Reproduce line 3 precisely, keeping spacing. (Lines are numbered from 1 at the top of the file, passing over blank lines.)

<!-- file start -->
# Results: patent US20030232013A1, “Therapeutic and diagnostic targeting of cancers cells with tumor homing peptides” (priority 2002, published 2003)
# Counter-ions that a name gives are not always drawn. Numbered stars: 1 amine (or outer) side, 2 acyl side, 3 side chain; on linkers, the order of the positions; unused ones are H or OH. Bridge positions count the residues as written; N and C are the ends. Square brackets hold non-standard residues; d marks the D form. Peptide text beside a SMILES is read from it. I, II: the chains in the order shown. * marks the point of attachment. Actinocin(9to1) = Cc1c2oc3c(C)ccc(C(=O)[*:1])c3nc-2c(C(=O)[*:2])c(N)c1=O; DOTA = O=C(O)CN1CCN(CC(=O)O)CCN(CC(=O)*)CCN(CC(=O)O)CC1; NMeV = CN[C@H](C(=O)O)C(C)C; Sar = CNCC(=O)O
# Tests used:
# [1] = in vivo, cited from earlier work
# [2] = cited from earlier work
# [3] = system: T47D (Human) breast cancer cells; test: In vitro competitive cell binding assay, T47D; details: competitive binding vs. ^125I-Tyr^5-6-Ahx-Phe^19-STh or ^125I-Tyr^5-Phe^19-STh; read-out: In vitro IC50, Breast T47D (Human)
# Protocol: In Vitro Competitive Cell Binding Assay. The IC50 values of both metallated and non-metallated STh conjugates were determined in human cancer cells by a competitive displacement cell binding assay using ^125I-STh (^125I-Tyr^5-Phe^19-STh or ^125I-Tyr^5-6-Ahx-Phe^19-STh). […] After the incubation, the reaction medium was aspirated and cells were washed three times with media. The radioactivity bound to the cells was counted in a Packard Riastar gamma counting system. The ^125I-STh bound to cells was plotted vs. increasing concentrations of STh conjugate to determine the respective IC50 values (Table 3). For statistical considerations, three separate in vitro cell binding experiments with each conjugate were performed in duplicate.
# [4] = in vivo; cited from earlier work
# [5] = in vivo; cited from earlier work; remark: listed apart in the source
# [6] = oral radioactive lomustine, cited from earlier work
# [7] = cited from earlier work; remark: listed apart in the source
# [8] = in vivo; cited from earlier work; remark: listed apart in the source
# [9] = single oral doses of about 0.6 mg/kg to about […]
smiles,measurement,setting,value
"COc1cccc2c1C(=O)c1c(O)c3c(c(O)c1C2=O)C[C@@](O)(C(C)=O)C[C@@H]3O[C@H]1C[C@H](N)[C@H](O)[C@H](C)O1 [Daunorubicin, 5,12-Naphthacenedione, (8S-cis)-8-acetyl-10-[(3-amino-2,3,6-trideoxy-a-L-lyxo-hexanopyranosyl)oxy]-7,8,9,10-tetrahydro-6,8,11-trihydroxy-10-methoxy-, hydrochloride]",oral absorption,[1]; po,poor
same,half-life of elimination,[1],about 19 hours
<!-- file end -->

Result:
# Tests used: